Professor Banerjee addressed the issue of the effectiveness of aid.  She did not speak about the issue of corruption, which has been a concern, but she addressed effectiveness in terms of three principles: predictability of donor commitments, alignment of aid with Afghan priorities, and accountability of donors for what they were doing.  She noted that foreign aid currently represents 45% of Afghan GDP. 

On the issue of predictability, she reported that financial information from donors “has been less than satisfactory,” in part because of lack in some cases of matching financial years.

With regard to alignment with local priorities, she found “little convincing evidence.”  100% of the country’s development budget and 35% of operating or recurrent expenditures are financed by foreign governments.  “Donors display their own agenda,” often “for their own forces’ protection in specific geographic areas.”  And, “Often high priority poverty stricken rural areas remain underfunded because of donor unwillingness to deliver in difficult terrains.”  The Afghan government has but limited discrimination on use of development funds.

On the issue of accountability, “Donors continue to express sensitivity about providing full information” about programs they manage, constituting “a major part of total aid funds.”  She spoke of “a lack of accountability” for spending relating to the Provincial Rehabilitation Teams.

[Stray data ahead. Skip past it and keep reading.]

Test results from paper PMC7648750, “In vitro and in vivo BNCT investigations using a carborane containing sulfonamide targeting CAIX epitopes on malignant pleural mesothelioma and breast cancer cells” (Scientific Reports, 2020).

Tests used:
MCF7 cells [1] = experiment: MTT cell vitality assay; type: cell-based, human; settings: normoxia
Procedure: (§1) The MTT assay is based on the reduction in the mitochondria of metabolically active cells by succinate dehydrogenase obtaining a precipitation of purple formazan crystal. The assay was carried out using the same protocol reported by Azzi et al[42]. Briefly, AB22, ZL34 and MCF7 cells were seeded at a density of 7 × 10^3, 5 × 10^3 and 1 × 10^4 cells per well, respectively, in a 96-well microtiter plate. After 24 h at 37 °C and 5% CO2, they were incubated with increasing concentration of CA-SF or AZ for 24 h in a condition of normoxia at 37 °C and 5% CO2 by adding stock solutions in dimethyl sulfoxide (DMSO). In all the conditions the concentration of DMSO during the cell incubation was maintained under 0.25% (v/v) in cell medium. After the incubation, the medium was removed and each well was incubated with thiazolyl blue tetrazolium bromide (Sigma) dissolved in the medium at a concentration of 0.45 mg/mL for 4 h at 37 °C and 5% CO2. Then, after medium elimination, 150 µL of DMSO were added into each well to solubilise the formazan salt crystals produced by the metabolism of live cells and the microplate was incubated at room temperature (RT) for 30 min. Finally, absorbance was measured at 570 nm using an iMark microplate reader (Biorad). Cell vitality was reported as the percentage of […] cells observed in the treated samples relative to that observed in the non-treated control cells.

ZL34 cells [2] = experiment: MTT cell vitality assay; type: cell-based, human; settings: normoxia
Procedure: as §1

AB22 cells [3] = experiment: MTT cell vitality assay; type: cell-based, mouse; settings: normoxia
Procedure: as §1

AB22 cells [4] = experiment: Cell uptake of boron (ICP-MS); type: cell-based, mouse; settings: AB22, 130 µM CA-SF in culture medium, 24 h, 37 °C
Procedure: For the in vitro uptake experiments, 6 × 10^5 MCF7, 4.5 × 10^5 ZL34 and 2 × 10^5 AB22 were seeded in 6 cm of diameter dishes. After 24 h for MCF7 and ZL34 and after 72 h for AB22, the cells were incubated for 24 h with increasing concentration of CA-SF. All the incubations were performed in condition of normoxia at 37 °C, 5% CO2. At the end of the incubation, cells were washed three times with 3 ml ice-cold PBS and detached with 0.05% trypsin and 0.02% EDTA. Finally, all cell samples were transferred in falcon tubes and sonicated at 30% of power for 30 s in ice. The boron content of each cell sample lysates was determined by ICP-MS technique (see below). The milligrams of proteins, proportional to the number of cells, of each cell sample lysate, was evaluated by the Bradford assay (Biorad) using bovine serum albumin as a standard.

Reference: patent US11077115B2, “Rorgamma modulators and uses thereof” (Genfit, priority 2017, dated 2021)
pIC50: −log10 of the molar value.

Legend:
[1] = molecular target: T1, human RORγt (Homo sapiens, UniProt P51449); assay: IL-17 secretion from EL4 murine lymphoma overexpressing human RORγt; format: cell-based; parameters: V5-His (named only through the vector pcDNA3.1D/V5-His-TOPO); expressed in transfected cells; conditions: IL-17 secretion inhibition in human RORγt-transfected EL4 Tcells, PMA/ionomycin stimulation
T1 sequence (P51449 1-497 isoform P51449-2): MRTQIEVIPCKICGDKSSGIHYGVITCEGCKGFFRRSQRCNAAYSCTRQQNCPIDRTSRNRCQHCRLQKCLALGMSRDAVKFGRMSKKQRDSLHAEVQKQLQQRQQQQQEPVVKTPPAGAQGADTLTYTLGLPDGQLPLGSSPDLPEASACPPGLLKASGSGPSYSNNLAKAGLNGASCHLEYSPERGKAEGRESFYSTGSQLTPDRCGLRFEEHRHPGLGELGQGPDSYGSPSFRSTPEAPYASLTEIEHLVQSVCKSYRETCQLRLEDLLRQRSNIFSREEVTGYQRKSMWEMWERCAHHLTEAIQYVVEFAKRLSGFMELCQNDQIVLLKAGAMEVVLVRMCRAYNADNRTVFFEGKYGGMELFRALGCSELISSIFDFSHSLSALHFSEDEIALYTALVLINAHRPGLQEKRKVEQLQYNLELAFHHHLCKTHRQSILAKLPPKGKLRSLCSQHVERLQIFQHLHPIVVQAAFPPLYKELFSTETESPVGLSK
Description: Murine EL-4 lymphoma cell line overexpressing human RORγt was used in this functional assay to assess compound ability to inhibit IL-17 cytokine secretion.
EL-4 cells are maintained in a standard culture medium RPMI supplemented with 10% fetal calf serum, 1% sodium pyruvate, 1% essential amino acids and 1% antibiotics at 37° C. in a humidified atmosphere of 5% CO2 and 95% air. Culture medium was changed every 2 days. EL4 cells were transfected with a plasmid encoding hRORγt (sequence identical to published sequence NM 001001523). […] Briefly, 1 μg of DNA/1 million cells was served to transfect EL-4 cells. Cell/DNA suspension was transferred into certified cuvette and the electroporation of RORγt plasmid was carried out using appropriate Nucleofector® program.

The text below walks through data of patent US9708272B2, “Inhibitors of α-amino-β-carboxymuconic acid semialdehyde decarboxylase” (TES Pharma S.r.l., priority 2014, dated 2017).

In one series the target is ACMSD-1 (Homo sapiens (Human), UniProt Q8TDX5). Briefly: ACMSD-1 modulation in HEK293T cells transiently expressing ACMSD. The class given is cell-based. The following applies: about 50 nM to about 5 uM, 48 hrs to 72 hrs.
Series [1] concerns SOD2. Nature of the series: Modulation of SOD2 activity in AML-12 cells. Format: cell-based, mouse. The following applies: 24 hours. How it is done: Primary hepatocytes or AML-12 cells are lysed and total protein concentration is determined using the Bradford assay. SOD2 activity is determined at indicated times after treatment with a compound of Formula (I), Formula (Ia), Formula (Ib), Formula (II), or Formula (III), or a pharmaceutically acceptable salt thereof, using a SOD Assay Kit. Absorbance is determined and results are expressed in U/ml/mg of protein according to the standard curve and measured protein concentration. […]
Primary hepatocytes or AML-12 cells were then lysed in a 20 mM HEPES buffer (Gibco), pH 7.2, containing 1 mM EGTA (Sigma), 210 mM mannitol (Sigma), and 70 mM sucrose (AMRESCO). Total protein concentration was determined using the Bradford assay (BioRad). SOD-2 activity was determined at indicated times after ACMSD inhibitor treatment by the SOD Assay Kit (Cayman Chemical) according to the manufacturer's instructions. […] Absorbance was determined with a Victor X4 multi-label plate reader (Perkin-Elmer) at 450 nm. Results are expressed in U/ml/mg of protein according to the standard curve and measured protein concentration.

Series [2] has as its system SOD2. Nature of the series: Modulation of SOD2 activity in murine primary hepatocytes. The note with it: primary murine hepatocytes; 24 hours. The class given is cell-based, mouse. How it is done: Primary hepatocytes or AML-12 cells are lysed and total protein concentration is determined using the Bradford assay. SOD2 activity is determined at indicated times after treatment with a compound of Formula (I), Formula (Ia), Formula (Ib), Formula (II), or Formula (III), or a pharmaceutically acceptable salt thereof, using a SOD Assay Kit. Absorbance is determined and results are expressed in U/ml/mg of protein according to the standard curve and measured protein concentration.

Col. Mallet focused on how we talk and think about the Afghan situation.  General Rick Hillier spoke of the insurgents as “killers” and “scum-bags’.  Of course, one gives no recourse for killers and scum-bags.  War implies violence and killing, but we can instead think in terms of peace-keeping, neutrality, and relief of suffering. 

In foreign affairs, there are three elements: diplomacy, development, and defence.  Maillet said that we need to re-balance our emphasis among the three. 

Dialogue, he said, is “the only alternative to guns and bombs.”  Canada should, he proposed, work to create “safe spaces” for the diplomatic route with the Taliban and al-Qaeda. 

We should move to a more neutral approach.  He finds it particularly inappropriate to “drop 200 pound bombs in asymmetrical warfare.”  He agreed with the ambassador that the war is unwinnable militarily.

Professor Islam said that Canada would take its position on Afghanistan by “waiting for the United States and then following whatever the U.S. says.”